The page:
The Underwoods had two sons and two daughters and, as the children became more independent, Erica accompanied her husband on trips abroad and found new fields of endeavour. In 1948 she was one of three women appointed as members of the children’s courts in Perth, Fremantle, and Midland Junction; they advised the magistrate on a range of matters including child custody and maintenance. On a trip with her husband to the United States of America in 1957, she visited children’s courts and studied juvenile delinquency. She found that Australian rehabilitation programs compared favourably with those in America.
In the 1940s Underwood had begun working in radio, assisting her friend Catherine King with the Australian Broadcasting Commission’s Women’s Session, on which she gave talks and occasionally relieved as presenter. She and King were well known and valued by women throughout Western Australia, as a result of their broadcasting and visits to country areas. Underwood also tutored in psychology at UWA and lectured on juvenile delinquency; this work gained her membership of the British Psychological Society.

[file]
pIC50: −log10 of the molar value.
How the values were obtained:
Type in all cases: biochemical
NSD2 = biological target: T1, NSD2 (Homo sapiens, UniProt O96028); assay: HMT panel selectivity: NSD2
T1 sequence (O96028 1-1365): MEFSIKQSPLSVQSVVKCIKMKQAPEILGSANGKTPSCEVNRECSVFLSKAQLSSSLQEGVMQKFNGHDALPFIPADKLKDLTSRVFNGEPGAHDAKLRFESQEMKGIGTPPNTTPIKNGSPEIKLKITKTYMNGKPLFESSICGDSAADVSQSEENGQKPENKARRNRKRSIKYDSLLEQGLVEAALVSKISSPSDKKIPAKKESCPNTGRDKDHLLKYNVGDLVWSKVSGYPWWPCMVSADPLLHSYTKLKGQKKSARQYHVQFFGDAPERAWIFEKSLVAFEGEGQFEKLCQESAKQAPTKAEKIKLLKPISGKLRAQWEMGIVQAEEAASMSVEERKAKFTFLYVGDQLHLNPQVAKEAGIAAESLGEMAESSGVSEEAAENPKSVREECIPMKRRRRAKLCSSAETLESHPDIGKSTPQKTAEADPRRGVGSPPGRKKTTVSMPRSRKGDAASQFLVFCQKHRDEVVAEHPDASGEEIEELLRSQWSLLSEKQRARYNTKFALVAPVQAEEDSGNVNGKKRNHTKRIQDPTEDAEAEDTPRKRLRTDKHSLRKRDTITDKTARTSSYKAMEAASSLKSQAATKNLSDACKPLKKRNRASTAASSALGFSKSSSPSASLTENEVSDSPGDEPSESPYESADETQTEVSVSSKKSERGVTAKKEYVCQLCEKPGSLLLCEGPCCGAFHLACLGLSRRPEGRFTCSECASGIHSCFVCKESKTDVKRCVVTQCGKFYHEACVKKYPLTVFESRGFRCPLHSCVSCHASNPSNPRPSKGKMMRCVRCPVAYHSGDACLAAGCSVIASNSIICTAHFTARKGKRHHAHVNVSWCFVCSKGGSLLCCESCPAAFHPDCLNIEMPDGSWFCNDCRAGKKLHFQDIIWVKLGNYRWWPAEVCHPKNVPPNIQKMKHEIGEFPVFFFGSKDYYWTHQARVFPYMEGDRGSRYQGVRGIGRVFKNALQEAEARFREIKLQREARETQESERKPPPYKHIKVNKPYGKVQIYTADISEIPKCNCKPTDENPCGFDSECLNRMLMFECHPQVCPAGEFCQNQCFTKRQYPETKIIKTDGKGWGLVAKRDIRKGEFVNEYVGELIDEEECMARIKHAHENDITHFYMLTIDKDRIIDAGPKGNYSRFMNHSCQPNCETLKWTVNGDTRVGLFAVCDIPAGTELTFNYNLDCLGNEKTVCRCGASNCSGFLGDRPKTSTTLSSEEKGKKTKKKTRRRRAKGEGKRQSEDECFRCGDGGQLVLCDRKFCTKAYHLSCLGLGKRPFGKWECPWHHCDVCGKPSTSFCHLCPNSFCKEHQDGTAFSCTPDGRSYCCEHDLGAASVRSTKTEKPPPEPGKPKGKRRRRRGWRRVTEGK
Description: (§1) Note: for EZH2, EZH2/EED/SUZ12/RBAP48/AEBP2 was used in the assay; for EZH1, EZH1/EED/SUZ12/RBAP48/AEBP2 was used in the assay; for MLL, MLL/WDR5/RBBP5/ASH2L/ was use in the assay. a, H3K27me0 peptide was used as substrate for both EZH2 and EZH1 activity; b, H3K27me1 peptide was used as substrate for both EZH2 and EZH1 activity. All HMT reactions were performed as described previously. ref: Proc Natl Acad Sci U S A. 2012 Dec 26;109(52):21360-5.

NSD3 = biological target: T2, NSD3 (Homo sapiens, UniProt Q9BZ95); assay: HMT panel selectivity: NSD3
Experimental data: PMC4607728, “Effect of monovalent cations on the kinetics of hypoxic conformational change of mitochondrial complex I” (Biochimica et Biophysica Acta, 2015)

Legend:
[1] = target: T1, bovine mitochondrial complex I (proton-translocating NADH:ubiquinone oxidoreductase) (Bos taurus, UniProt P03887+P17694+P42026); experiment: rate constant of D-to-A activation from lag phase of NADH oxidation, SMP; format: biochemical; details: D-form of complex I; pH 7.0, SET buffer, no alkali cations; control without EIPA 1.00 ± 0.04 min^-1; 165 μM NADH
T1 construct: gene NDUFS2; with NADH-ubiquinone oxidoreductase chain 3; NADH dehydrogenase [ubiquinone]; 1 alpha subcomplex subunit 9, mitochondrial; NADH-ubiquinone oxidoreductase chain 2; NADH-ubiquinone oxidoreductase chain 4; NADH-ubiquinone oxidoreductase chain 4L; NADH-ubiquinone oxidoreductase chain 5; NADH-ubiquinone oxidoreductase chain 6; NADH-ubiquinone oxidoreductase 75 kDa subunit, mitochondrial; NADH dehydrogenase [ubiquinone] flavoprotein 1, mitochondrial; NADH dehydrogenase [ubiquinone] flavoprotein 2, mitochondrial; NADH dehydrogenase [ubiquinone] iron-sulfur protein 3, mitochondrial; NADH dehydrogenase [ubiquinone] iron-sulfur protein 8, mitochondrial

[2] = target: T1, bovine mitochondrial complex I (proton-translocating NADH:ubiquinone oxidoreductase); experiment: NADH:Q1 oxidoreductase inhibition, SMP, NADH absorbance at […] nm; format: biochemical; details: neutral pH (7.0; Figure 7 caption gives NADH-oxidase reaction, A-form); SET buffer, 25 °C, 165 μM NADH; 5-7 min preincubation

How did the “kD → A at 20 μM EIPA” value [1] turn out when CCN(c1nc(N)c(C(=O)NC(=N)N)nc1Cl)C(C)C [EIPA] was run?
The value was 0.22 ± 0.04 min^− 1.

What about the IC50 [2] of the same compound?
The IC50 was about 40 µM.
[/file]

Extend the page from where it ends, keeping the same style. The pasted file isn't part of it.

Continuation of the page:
In 1974 Underwood was the first woman appointed to the council of the Western Australian Institute of Technology (later Curtin University), becoming the first woman deputy chairman (1977–82). She served on numerous committees of the council, and was a director of the institute’s theatre company and a founder (1976) of its community radio station, 6NR. The institute awarded her an honorary doctorate of technology in 1981, the first woman to be so distinguished. She had been appointed MBE (1977) for her community work, which included membership (1973–81) of the Western Australian Arts Council.